Air cùl Bhallachan
Behind the Walls
You can see how these high walls and the single entrance made the castle safe. Its life as a private residence lasted until 1888, when most of its buildings were in ruins.
Changing Times, Changing Needs
Duncan MacDougall built Dunstaffnage as his family home 800 years ago. Later, in more peaceful times, people no longer needed to live in fortresses.
1 This wall walk gave defenders views right around the castle.
2 The west tower accommodated the castle's favoured visitors on the main floor; less welcome guests spent time in the prison below.
3 The 'new house' was built in 1725 for Aeneas Campbell, the captain of Dunstaffnage. He held the castle for his clan chief, the Earl of Argyll.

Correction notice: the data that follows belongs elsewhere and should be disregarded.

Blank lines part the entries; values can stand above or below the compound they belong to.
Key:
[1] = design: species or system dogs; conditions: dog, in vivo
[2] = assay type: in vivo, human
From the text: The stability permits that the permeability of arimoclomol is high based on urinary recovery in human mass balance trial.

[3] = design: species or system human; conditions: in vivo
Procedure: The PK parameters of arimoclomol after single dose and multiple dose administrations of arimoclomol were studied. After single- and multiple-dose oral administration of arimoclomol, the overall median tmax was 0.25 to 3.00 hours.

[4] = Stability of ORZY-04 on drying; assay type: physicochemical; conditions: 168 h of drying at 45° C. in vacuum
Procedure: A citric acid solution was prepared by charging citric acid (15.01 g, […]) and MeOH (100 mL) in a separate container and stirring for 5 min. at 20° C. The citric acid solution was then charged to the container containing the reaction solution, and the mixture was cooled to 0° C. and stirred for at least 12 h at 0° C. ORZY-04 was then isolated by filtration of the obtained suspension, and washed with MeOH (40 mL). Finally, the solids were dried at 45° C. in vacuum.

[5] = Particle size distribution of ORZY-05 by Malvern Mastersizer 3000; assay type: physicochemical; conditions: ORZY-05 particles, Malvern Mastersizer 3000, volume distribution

4 The well was dug through the bedrock in the 1100s to provide fresh water. The well-head is a 19th century addition.
5 The donjon or keep-the largest tower-dates from around 1250. It housed the lord's private rooms, a cellar and a latrine.
6 The great hall connected with the lord's apartments and was the castle's most important room. You can see its fine windows from outside the walls.
7 The gatehouse you see was largely built by the Campbells after they were given possession
of the castle in 1470. The captain of Dunstaffnage lived here. Look for the earlier entrance — now blocked.
8 The curtain wall is 3.5 metres thick. Soldiers defended the castle from the battlements and from arrow slits that were later converted into gunholes.
An Aristocratic Dispute
In 1908, the 20th captain wanted to restore and live in the castle. His landlord, the 9th Duke of Argyll (below) disagreed and a court ruled in favour of the captain. Soon after, the captain was taken prisoner in the First World War. By this time, the roof of his 'new house' had collapsed and its dormer windows were moved to the gatehouse.